A conversion-focused approach can lead to significant overlap between your business and search competitors. However, the one or two surprising search competitors you discover could make all the difference in the results of your analysis.
Running SEO competitive analysis for the awareness stage is a bit different. Your audience is looking for educational resources at this stage, which means your keyword targets will be broader than your product-specific ones.
This is where search and business competitors start to split. However, if you keep search intent in mind, you can evaluate a wider range of search competitors to guide your higher-level content creation processes.
Turning SEO Competitive Analysis into a Content Roadmap
The actual process of identifying your competitors isn’t necessarily complicated. As long as you’re taking an evidence-based approach rather than gut feelings, you should be able to set your SEO competitive analysis down the right path.
You don’t even need to have a powerful SEO tool at your disposal to take care of this first part. A simple Google search for your target keywords will show you who your search competitors are.
For example, if you’re starting up a company that sells next-gen firewalls, you might start with a simple search for “next-generation firewalls.”
Ignoring the Adwords results, featured snippet, and Wikipedia entry here’s what we’re left with:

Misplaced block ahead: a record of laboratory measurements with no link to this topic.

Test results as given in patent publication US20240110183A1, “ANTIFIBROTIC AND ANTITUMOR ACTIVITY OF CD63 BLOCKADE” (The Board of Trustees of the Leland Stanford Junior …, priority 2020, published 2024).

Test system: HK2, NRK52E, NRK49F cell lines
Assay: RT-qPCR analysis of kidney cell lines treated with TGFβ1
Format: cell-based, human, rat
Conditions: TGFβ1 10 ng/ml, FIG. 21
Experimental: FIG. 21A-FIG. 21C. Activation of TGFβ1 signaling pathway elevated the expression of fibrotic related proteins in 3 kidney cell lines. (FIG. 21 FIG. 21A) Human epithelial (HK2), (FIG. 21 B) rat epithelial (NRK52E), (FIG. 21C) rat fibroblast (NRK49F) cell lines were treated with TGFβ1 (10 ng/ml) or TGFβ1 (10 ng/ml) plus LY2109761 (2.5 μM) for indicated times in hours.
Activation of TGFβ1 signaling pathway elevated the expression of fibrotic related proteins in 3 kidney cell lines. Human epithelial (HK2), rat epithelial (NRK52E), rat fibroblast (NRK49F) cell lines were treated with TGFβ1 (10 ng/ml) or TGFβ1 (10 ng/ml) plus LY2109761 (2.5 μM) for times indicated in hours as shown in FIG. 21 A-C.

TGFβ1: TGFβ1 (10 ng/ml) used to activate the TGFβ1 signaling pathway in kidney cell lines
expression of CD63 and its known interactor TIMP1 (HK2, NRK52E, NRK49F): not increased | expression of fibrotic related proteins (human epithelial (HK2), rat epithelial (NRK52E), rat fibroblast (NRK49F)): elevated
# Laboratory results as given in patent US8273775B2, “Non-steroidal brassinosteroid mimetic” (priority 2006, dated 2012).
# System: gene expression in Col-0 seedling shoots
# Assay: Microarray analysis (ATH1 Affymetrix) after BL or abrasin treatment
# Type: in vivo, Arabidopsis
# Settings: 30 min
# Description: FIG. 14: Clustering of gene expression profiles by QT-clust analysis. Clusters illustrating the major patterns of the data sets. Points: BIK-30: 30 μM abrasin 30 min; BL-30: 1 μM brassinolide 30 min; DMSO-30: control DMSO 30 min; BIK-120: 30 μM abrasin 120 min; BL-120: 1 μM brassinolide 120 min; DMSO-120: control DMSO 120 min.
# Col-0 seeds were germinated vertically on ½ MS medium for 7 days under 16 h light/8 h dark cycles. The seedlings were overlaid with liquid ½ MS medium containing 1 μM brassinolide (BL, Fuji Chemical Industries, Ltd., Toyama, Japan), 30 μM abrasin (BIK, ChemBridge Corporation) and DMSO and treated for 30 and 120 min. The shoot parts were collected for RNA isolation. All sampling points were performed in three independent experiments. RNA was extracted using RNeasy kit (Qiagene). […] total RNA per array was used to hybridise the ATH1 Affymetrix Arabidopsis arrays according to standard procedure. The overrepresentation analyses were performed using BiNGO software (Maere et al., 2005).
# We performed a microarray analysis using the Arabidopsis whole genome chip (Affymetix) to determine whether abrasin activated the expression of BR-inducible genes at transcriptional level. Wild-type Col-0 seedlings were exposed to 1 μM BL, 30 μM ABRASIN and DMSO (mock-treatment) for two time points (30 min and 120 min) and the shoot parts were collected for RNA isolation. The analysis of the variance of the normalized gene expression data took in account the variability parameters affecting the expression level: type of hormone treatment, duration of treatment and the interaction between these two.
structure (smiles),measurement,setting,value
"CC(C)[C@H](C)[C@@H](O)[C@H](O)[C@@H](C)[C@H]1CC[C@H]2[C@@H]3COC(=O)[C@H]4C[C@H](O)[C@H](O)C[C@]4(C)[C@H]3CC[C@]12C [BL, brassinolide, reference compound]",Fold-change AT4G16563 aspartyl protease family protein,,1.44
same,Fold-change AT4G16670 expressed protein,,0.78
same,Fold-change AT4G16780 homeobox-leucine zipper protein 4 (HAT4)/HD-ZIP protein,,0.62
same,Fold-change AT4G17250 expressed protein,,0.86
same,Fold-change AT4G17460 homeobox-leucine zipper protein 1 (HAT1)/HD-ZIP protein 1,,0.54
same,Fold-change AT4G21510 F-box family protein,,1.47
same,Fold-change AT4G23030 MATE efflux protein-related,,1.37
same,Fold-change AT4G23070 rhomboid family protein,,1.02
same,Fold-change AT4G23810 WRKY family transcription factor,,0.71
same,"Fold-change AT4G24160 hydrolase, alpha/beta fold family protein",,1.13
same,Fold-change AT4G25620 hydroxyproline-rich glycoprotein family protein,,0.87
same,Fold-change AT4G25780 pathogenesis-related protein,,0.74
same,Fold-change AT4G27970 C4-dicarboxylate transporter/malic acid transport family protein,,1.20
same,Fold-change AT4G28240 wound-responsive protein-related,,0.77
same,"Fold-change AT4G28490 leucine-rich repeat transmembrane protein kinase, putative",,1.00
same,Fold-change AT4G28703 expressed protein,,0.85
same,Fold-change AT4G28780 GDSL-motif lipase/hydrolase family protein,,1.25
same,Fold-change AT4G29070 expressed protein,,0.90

Vendors like Cisco, Palo Alto Networks, Imperva, Checkpoint, and Fortinet are your main search competitors for this product-focused keyword.
With these brands as your baseline, you can start running an SEO competitive analysis that you know is targeted toward your organic search goals.
What to Look for in a Competitive Analysis
You’ve taken the time to identify the right competitors. Now what?
A comprehensive SEO competitor analysis can reveal all kinds of insights into your marketing strategy. This is when you’d want to take advantage of an SEO platform (we’re partial to Ahrefs, but you can use the tool of your choice to run through this process).
Within an all-in-one SEO platform, you can start to look for organic search insight into four keys to content success.
1. Backlink Opportunities
Backlinks play a significant role in SERP rankings. Use your search tool to evaluate referring domains and get an understanding of which sites are linking back to your competitors. Try to spot opportunities to reach out and obtain backlinks of your own. Look closely at any websites that link to your competitors multiple times.
2. Broken Links
Part of creating 10x content or following the skyscraper technique is writing something better than the top-ranking sites. But who should you reach out to about linking to that content? Finding broken links to competitor content gives you an opening to start a conversation about linking to your own pages.
3. Organic Keywords
You started analysis with at least one seed keyword, and now you can expand that list. See which keywords your competitors rank for and start brainstorming content ideas for all stages of the funnel.
4. Top Content
It’s not just about which keywords your competitors rank for. Knowing which competitor pages are the most popular for search traffic can guide your content strategy. At the very least, it might help prioritize projects that are already on your list.
SEO competitive analysis is far more effective when you have a solid list of search-specific competitors.
If you go with gut feelings alone, you may end up pursuing SEO tasks that won’t have the strongest possible impact on your business.
Don’t just come up with content ideas blindly. Effective competitor analysis will give you a baseline of good ideas that you can build on with thought leadership and original keyword research.